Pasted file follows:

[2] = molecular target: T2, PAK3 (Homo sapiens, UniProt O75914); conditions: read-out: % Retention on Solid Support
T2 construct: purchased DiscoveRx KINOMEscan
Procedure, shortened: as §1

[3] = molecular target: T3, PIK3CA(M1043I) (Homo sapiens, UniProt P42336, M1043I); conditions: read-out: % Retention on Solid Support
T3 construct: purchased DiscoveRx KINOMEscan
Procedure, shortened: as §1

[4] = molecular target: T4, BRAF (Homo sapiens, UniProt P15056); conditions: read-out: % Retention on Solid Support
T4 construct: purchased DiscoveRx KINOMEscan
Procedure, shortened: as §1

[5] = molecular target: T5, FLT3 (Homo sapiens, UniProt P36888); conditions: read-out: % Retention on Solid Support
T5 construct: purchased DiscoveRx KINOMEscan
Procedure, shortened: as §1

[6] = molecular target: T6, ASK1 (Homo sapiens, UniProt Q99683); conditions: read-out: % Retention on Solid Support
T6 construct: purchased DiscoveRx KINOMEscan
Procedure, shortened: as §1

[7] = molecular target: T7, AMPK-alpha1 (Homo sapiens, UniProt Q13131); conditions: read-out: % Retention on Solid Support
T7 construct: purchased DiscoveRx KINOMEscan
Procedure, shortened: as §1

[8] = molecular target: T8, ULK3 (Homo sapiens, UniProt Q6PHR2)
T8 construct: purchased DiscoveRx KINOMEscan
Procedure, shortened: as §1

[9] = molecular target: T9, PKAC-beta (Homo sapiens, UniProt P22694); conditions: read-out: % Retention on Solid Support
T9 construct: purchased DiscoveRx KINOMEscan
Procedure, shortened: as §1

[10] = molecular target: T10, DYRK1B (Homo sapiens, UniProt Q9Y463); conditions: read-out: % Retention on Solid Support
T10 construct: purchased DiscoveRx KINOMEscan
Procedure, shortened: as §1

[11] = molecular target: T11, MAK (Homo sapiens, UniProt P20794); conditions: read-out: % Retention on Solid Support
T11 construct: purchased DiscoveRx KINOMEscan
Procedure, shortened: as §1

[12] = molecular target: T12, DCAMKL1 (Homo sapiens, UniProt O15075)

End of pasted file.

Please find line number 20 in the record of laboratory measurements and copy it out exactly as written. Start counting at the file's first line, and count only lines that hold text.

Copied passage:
T8 construct: purchased DiscoveRx KINOMEscan